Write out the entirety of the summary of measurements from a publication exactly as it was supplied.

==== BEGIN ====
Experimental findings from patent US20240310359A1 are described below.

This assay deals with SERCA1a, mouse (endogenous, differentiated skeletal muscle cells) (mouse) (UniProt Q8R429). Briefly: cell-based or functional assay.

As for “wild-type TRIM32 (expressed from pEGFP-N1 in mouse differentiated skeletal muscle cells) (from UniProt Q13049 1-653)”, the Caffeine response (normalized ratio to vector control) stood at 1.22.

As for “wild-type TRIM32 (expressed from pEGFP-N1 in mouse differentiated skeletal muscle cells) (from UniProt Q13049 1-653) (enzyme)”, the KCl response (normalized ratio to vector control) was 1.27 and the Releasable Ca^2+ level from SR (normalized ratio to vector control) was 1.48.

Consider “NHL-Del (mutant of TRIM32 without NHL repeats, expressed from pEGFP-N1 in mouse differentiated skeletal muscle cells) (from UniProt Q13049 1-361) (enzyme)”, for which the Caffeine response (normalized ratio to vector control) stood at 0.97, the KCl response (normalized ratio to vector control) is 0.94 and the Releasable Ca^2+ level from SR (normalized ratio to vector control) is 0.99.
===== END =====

Experimental findings from patent US20240310359A1 are described below.

This assay deals with SERCA1a, mouse (endogenous, differentiated skeletal muscle cells) (mouse) (UniProt Q8R429). Briefly: cell-based or functional assay.

As for “wild-type TRIM32 (expressed from pEGFP-N1 in mouse differentiated skeletal muscle cells) (from UniProt Q13049 1-653)”, the Caffeine response (normalized ratio to vector control) stood at 1.22.

As for “wild-type TRIM32 (expressed from pEGFP-N1 in mouse differentiated skeletal muscle cells) (from UniProt Q13049 1-653) (enzyme)”, the KCl response (normalized ratio to vector control) was 1.27 and the Releasable Ca^2+ level from SR (normalized ratio to vector control) was 1.48.

Consider “NHL-Del (mutant of TRIM32 without NHL repeats, expressed from pEGFP-N1 in mouse differentiated skeletal muscle cells) (from UniProt Q13049 1-361) (enzyme)”, for which the Caffeine response (normalized ratio to vector control) stood at 0.97, the KCl response (normalized ratio to vector control) is 0.94 and the Releasable Ca^2+ level from SR (normalized ratio to vector control) is 0.99.